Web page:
Haunt season will soon be here, and organizers of the Night Watch Haunt in Hillsville will be giving a preview of their “sick and twisted” world with the Labor Day Blackout from Sept. 4-6.
Held at the Old Jail House on 117 Mill Street in Hillsville, the Labor Day Blackout will be held from 7-11 p.m. each night from Sept. 4-6 for $5 per person. For those who love Halloween as much as the Night Watch Haunt cast, that event will hopefully be enough to tie scare fans over until the official Haunt Season, which will be held Fridays and Saturdays from Sept. 25-Oct. 31 from 7:30-11 p.m. for $10 per person.
“This is such a blast. We just do this because we love it, and we’re sick – sick and twisted, in the best possible way,” said Lesley Catron, a member of the “Barn Crew” who puts on the events. “We all have daytime jobs. This is our hobby. This is our passion, so we really give it everything.”
Featuring scare talent from surrounding counties, the Night Watch Haunt is actually the original cast of the Haunted Major Graham Mansion. With a crew of 25-30 during the Night Watch Haunt season and about half that for the Labor Day Blackout, the Hillsville haunted jail house will include such terrifying characters as Ingaborg Twitch, Deetur Hawksworth, the Night Watchman, The Creeper, and Father Frances Giovanni.
“Everybody used to be at Graham’s Haunted Mansion. We are the original cast. And so it is really cool to take all those people that were out there that were making all that happen and putting them into one little, tiny space,” Catron said. “I like it because I like to see them busting at the seams. I like being able to make the most out of it and make it explode.”
Scaring is an art form for the Barn Crew, which consists of Catron, her husband Scott, Angela and Carter Pennington, Will Lawson, Scott Nichols, Jock Songer, and Chris DeHart. Almost all costumes, prosthetics and props are their own creations.
“This is our art. It’s not a business,” Catron said. “We do this because we love it.”
When asked how Night Watch Haunt rated from 1 to 10 on a scariness level, Catron replied, “Eleven.” The event’s flyers say the haunts are for ages 18 and up, but the group also doesn’t want to exclude anyone.
“We hope to welcome everybody. If parents want to come out and bring the kiddies, we warn them that it is not going to be your everyday haunt, but we also don’t want to terrify. We want to scare, but we don’t want to traumatize anybody,” she said. “We want everybody to come out and have a good time. I hear a lot of parents talking about ‘Well, we would love to come out, but we have the kids.’ Bring the kids. We will take care of them.”
The difference between the Labor Day Blackout and Haunt Season is that the Labor Day event will only utilize the lower floor. The upper floor is saved for the full haunt. But Labor Day Blackout is titled such because those brave enough to enter the old jail will go in to complete darkness.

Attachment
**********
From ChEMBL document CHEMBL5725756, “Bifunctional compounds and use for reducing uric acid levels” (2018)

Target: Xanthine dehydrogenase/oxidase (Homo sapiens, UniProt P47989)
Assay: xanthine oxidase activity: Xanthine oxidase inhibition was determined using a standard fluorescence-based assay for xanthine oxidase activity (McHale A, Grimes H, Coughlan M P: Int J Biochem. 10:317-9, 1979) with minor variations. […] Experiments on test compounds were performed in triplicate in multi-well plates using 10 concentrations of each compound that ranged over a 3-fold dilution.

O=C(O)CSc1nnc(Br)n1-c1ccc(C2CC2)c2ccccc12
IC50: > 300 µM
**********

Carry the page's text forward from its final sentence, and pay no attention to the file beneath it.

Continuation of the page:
“We give each group one glow-stick and hope that you will have it when you get out. We have monsters strategically placed all throughout the darkness to elevate your fears. They may be there, they may not. That is the fun of the darkness,” Catron said. “During the full haunt though you will go upstairs and down. We will have plenty of monsters all about.”
But be warned, Catron said the Labor Day Blackout will still have plenty of scares. It will also take nearly as long since you will be in the dark. And for those who have come in the past, everything inside has changed this year.
“We took down every wall that was in there so those hardcore people that came through last year that think they know the route, they are in for a rude awakening,” Catron said.
Additionally, a haunt will be held at the old jail for Safe Halloween. Cost will be $2 and Catron said it would be watered down and less scary for the younger kids.
The group also wants to give back to the community. During each of its haunt events, they will be collecting canned food items for the Food Pantry at the First United Methodist Church. Additionally, she said the group would like to open up vendor spaces for local organizations.
“We have enough room for concessions and things like that. And instead of hiring vendors to come out and sell hot dogs and things like that, I want the public, the boy scouts, the football team, the schools, the choirs, I want them to come out and maybe take that opportunity to raise money for their organization,” Catron said.
The owner of Hillsville’s Hair Shack, Catron is excited about the Night Watch Haunt, but also the direction Hillsville is going toward. The Inaugural Chili Shootout in October has the potential to be a great fall festival-type event, she said. There are new things in the works for Safe Halloween and she is also hoping to incorporate an event similar to the Zombie Run that will be held Oct. 24 in Wytheville.
“They start on one end of Main Street in Wytheville and they have zombies placed all down Main Street and have the runners go through it sort of like a flag football-type thing. It was really fun and I would really like to implement something like that in Hillsville,” she said. “I hope to bring all these things in to Hillsville and really blow up October to have something different in town and something for people to do, something to bring the kids out to, something for the teenagers to do.”
Allen Worrell can be reached at (276) 779-4062 or on Twitter@AWorrellTCN